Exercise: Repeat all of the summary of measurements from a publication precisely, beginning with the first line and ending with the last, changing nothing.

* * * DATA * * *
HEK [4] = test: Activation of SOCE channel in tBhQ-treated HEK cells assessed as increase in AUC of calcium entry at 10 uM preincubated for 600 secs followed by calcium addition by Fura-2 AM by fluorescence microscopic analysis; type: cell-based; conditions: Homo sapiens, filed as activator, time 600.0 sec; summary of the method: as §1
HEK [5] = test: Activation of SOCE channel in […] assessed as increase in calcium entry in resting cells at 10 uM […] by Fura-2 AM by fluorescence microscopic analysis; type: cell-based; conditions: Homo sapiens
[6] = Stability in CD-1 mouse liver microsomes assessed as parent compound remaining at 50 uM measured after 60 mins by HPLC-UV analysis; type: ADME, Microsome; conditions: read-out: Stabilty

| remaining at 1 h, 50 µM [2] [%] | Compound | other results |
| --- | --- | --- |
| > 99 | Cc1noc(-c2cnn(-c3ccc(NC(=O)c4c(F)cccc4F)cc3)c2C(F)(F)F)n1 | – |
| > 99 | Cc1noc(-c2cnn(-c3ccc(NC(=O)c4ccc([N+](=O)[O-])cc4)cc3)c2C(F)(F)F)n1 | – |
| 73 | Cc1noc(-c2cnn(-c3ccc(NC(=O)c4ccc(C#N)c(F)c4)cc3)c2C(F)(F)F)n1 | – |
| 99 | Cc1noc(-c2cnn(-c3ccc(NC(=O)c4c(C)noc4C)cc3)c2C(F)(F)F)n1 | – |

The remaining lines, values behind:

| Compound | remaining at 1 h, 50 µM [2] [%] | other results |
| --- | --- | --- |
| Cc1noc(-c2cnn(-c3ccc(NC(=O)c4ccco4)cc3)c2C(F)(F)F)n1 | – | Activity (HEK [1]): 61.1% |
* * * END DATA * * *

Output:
HEK [4] = test: Activation of SOCE channel in tBhQ-treated HEK cells assessed as increase in AUC of calcium entry at 10 uM preincubated for 600 secs followed by calcium addition by Fura-2 AM by fluorescence microscopic analysis; type: cell-based; conditions: Homo sapiens, filed as activator, time 600.0 sec; summary of the method: as §1
HEK [5] = test: Activation of SOCE channel in […] assessed as increase in calcium entry in resting cells at 10 uM […] by Fura-2 AM by fluorescence microscopic analysis; type: cell-based; conditions: Homo sapiens
[6] = Stability in CD-1 mouse liver microsomes assessed as parent compound remaining at 50 uM measured after 60 mins by HPLC-UV analysis; type: ADME, Microsome; conditions: read-out: Stabilty

| remaining at 1 h, 50 µM [2] [%] | Compound | other results |
| --- | --- | --- |
| > 99 | Cc1noc(-c2cnn(-c3ccc(NC(=O)c4c(F)cccc4F)cc3)c2C(F)(F)F)n1 | – |
| > 99 | Cc1noc(-c2cnn(-c3ccc(NC(=O)c4ccc([N+](=O)[O-])cc4)cc3)c2C(F)(F)F)n1 | – |
| 73 | Cc1noc(-c2cnn(-c3ccc(NC(=O)c4ccc(C#N)c(F)c4)cc3)c2C(F)(F)F)n1 | – |
| 99 | Cc1noc(-c2cnn(-c3ccc(NC(=O)c4c(C)noc4C)cc3)c2C(F)(F)F)n1 | – |

The remaining lines, values behind:

| Compound | remaining at 1 h, 50 µM [2] [%] | other results |
| --- | --- | --- |
| Cc1noc(-c2cnn(-c3ccc(NC(=O)c4ccco4)cc3)c2C(F)(F)F)n1 | – | Activity (HEK [1]): 61.1% |